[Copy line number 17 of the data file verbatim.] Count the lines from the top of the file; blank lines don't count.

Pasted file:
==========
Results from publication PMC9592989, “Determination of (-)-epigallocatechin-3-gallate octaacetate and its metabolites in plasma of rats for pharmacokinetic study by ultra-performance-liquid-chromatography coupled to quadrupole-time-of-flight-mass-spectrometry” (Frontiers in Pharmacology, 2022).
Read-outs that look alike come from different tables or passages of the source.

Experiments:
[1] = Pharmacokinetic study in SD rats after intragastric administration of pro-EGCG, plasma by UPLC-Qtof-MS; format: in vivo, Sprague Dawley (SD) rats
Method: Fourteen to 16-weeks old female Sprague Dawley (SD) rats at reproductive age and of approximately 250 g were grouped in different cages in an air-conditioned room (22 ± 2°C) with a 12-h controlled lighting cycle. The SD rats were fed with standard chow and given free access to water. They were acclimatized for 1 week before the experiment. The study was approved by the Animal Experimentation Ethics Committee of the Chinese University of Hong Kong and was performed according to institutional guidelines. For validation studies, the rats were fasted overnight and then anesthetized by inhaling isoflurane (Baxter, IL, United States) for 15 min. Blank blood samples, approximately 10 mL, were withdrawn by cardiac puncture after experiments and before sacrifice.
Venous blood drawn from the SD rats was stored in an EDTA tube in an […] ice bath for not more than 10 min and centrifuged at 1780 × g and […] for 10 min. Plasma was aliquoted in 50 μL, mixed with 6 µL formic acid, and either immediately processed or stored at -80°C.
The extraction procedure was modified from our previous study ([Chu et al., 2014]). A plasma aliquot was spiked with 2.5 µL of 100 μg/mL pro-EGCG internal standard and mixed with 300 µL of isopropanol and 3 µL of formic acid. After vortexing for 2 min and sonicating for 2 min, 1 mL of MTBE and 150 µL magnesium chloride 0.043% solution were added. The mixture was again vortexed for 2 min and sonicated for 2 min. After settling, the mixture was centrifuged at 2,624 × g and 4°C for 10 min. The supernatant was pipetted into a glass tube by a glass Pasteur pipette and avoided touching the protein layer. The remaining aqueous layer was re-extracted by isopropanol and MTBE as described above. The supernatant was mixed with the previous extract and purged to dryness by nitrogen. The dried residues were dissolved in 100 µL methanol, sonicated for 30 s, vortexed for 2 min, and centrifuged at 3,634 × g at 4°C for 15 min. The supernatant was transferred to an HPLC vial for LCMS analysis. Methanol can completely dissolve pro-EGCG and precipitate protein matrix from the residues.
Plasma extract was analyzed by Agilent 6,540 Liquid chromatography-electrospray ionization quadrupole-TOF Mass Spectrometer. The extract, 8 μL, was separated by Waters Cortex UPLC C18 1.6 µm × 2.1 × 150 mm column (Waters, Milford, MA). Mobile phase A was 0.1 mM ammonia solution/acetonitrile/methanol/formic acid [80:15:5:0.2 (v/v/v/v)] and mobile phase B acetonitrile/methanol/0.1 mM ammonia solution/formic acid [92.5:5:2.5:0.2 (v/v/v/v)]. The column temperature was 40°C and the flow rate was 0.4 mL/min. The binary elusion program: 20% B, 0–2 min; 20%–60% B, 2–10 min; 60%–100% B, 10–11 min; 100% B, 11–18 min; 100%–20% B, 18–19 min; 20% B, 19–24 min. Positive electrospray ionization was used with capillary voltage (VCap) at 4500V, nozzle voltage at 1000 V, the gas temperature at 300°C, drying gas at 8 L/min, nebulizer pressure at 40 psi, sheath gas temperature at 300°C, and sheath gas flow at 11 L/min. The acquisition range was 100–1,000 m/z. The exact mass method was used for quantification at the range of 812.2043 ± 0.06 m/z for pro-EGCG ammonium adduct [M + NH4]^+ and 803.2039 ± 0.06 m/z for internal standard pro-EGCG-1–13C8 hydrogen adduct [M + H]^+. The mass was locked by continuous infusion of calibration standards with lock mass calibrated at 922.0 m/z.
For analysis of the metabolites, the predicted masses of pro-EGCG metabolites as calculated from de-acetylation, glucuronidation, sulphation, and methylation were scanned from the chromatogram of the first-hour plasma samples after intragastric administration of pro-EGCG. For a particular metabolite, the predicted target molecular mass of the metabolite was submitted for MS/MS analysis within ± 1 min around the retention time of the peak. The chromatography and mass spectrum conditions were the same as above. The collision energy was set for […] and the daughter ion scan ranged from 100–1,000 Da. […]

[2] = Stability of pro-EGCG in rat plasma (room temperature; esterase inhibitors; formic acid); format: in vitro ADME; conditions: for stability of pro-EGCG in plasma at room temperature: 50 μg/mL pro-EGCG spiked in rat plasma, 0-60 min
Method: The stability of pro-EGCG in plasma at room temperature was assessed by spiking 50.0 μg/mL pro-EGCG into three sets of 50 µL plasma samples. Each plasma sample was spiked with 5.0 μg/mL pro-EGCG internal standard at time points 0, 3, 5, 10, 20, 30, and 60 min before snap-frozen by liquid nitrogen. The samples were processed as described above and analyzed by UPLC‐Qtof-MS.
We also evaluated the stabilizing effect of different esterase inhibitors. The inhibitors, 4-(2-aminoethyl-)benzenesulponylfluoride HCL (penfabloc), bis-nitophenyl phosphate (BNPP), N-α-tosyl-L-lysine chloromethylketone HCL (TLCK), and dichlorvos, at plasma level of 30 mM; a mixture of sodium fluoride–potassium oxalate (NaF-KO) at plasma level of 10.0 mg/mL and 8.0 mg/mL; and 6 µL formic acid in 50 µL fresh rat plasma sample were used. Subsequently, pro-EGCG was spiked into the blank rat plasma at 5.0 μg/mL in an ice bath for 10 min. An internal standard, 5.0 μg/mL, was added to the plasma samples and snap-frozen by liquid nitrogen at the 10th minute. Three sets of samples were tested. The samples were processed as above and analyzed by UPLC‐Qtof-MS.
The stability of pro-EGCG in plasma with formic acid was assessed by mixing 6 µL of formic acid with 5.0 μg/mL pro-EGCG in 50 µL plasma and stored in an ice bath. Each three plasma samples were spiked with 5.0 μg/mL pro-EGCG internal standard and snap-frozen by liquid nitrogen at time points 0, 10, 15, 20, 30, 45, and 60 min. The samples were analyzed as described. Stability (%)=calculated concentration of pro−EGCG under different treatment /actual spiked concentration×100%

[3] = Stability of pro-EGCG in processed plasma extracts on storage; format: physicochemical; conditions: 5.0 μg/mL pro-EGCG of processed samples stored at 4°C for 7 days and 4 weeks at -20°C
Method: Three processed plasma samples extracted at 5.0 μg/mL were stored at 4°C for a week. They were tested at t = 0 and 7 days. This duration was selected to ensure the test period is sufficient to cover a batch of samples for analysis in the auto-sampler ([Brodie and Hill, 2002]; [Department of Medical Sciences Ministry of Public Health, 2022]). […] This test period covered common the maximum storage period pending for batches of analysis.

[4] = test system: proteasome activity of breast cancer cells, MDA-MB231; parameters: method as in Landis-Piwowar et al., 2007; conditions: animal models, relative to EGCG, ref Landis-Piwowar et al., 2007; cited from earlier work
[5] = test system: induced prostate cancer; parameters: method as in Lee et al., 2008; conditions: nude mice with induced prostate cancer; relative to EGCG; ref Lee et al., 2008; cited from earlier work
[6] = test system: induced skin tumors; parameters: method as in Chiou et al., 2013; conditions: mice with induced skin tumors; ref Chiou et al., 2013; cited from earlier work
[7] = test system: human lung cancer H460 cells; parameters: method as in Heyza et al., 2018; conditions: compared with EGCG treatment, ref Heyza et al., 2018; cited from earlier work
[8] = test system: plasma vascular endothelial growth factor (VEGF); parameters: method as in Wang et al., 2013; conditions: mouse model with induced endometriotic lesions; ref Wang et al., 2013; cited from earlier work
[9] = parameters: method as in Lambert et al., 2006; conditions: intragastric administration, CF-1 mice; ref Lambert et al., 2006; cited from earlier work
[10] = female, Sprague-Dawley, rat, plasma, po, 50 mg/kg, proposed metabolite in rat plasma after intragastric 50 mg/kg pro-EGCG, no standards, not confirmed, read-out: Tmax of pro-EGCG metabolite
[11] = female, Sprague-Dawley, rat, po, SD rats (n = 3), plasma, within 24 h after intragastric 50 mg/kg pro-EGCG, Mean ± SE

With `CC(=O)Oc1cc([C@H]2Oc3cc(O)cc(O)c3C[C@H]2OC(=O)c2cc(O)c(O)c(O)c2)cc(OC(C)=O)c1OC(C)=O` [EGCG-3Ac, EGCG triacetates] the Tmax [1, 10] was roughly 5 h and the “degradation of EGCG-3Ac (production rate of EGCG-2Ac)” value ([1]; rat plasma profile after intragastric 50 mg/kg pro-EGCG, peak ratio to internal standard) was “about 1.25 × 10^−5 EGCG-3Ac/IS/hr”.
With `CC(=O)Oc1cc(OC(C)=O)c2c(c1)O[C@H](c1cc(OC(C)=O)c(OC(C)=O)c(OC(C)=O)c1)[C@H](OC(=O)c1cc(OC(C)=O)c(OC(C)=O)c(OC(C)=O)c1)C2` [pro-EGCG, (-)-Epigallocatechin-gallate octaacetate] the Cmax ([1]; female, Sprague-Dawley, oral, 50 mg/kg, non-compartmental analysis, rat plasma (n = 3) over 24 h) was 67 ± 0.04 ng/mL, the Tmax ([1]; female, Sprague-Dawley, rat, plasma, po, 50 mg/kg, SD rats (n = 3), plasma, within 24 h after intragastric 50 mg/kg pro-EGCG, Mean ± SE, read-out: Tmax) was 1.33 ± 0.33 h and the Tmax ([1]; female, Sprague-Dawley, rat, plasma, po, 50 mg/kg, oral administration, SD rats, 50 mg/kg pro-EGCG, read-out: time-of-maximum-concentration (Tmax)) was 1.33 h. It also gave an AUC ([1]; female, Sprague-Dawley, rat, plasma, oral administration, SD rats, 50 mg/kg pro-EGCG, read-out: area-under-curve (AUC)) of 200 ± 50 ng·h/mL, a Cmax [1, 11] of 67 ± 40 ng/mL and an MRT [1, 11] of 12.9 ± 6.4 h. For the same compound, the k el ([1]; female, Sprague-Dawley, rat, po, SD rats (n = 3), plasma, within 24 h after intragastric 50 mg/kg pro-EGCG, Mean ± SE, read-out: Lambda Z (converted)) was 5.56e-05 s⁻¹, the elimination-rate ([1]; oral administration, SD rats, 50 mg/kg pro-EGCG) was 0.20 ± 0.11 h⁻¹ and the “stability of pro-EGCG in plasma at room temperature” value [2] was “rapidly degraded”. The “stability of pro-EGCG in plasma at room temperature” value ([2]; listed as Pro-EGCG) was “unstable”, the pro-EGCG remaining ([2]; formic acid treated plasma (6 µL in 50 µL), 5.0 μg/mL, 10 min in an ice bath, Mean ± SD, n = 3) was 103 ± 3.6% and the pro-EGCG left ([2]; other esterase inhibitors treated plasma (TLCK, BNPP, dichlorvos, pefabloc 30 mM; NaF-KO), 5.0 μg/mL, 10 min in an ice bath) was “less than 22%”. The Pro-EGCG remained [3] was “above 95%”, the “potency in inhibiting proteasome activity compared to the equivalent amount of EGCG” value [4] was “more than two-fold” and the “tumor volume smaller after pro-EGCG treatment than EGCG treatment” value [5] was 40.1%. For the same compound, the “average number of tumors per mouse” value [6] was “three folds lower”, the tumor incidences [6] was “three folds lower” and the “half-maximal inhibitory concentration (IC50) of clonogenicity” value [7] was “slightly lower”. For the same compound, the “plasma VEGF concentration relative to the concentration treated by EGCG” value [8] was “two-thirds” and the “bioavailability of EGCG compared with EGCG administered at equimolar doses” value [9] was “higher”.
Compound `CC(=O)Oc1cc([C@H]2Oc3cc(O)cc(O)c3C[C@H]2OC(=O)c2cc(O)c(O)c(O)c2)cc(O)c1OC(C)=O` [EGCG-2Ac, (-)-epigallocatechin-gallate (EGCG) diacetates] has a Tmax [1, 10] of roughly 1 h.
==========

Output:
[5] = test system: induced prostate cancer; parameters: method as in Lee et al., 2008; conditions: nude mice with induced prostate cancer; relative to EGCG; ref Lee et al., 2008; cited from earlier work